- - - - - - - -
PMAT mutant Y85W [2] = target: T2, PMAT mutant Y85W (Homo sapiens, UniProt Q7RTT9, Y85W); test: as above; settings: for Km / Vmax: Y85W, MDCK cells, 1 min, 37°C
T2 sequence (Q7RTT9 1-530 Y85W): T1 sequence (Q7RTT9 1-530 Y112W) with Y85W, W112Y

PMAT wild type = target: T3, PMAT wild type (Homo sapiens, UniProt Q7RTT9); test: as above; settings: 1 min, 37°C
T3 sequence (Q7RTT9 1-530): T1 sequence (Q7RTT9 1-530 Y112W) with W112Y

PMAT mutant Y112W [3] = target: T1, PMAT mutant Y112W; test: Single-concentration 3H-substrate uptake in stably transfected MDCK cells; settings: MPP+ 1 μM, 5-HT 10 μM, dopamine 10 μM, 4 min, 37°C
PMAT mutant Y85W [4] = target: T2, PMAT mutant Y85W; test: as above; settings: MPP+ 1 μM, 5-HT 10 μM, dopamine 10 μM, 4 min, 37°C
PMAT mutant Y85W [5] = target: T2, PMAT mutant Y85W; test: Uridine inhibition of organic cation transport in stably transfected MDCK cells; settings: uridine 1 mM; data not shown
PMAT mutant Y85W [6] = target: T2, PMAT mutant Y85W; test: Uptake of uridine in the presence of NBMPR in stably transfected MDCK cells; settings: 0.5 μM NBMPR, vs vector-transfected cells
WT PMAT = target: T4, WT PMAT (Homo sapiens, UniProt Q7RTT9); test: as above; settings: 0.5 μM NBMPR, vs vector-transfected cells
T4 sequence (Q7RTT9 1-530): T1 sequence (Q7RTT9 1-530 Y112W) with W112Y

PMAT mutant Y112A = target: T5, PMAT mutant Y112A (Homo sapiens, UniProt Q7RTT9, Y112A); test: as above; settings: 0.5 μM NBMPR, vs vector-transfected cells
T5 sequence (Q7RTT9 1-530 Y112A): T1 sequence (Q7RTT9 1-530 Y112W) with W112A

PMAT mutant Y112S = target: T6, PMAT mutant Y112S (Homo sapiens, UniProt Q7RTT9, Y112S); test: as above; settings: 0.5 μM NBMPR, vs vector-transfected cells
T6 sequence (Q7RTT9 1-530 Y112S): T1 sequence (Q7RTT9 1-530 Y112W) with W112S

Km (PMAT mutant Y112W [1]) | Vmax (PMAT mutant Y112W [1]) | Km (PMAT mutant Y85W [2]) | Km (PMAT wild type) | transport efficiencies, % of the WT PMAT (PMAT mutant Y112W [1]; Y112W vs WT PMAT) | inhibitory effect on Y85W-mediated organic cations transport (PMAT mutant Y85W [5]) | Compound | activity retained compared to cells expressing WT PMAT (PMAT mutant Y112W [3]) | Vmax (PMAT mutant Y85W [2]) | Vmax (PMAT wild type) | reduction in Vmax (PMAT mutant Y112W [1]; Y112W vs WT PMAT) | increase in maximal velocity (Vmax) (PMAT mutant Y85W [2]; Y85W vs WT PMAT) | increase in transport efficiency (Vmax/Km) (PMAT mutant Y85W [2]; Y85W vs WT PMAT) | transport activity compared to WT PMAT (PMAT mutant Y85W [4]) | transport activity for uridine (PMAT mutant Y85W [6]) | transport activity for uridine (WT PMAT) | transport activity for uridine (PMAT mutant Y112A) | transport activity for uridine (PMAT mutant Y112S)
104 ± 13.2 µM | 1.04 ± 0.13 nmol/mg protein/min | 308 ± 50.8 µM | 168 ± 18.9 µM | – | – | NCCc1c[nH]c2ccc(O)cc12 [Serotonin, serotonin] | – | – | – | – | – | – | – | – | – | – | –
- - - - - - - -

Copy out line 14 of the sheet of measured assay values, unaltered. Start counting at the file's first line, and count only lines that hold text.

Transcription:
T6 sequence (Q7RTT9 1-530 Y112S): T1 sequence (Q7RTT9 1-530 Y112W) with W112S